This is hands-down the best Muscat VDN I’ve ever tried, and was the overall favourite wine of the night by a country mile!

 

Thanks to all the DNS members who brought their holiday wines!

 

 

 

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Make Mine A Double, Opinion

A Tale of Two Châteaux [Make Mine a Double #38]

chateau-de-sancerre-630x417

Does the word “Château” as part of a wine name impress you or leave you indifferent? Here are a couple of excellent Château-monikered wines from regions which are not synonymous with that word on the label:

Château de Sancerre 2016 (13.0%, RRP ~ €28 at independent wine merchants)

chateau de sancerre bottle

The Loire Valley is probably home to the most celebrated châteaux in the country, if not Europe as a succession of French kings tried to outdo each other in their weekend retreats.  To my shame I became very bored of the them and didn’t even try the local wine on my last holiday there – but in fairness I was only ten years old.

As experienced wine drinkers we try to discipline ourselves not to judge books by their covers, but we can at least admire beautiful covers like this one.  Thankfully, the contents live up to the label’s promise.  it has typical Sauvignon Blanc freshness, but isn’t hollow, like some Sancerres.  It has a touch of richness and body which elevate it above the hoi polloi – to be honest you would expect refinement in this price bracket but you don’t always get it.  Regular readers will know that cheese isn’t my thang, but the classical match of Sancerre with goat’s cheese would work well, or alternatively a lightly spiced stir fry.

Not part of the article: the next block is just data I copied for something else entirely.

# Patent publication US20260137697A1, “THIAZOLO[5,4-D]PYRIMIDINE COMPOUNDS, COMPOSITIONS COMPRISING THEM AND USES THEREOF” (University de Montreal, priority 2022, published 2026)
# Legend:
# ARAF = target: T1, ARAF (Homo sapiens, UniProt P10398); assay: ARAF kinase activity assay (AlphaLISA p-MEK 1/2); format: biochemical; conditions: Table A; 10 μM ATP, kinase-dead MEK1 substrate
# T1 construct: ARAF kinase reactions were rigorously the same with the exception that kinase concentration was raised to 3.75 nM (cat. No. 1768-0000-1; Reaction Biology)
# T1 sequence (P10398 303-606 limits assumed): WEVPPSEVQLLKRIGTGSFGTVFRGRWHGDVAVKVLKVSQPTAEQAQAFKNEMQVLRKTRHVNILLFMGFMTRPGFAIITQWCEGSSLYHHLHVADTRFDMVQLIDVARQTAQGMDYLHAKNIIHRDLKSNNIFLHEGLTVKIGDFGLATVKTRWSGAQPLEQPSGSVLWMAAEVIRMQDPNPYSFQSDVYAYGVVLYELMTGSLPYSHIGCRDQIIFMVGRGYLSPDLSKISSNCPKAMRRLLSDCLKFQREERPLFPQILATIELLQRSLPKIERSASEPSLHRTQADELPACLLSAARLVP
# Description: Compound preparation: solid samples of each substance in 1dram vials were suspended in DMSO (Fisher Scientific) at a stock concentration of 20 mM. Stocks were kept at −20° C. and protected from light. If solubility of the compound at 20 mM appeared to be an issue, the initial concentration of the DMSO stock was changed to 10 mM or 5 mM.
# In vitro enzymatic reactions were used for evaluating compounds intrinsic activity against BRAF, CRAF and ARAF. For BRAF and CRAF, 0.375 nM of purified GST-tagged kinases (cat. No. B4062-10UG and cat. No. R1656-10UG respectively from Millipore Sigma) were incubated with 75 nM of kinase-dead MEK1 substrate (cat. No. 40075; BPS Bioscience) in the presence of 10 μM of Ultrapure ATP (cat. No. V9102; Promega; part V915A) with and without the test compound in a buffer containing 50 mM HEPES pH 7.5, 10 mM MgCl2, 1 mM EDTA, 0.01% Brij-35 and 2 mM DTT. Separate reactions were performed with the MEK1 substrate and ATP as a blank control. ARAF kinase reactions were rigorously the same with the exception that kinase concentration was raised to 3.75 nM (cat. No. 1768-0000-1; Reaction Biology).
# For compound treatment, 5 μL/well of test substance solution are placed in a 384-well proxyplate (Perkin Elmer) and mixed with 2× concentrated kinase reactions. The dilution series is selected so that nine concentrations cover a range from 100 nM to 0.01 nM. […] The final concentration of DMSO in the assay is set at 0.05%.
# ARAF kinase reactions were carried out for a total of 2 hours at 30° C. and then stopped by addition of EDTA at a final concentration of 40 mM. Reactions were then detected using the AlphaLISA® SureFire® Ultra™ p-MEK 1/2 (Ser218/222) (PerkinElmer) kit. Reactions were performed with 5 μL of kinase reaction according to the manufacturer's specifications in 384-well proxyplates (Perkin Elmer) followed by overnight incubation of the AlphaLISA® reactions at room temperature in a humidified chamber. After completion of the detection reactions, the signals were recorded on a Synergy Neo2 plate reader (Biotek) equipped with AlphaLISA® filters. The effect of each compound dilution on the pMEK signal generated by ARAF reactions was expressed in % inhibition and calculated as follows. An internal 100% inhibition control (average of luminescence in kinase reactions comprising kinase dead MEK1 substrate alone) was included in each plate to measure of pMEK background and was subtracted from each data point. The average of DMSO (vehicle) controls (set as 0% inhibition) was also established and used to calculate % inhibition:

Chateau discussion

Château d’Orschwihr Alsace Pinot Gris Bollenberg 2010 (14.6%, 9 g/L RS, RRP €20.95 (2014 vintage) at Karwig Wines)

Pinot Gris Bollenbeg

A quick flick at any tourist guide will tell you that there are lots of châteaux in Alsace.  However, unlike the palaces of the Loire, many were functioning fortified castles – and bear the scars of countless battles.  This is the only one I know of which is a wine producing entity in Alsace – and it’s a beauty.  The Château d’Orschwihr make some excellent Grand Cru wines (watch this space) but this particular bottle is from the lieu-dit of Bollenberg – perhaps a future Alsace Premier Cru?

Both the 2010 and 2014 were tried at a DNS Wineclub tasting earlier this year and the differences were an excellent illustration of how wines can change from year to year – vintage variation.  Age itself is a factor, of course, but the particularities of each vintage and how the producer adapts to them in the vineyard and the winery are part of what makes wine so interesting.  2010 was a very warm year and so the grapes had lots of sugar at harvest time – much was turned into alcohol (14.6%!) but a little was left as residual sugar (9 g/L).  The resulting wine is rich but not flabby – the alcohol doesn’t stand out and the slightly off dry finish is the perfect compliment to the ginger, pear and honey notes.  Cries out for Thai!

 

**Click here to see more posts in the Make Mine a Double Series**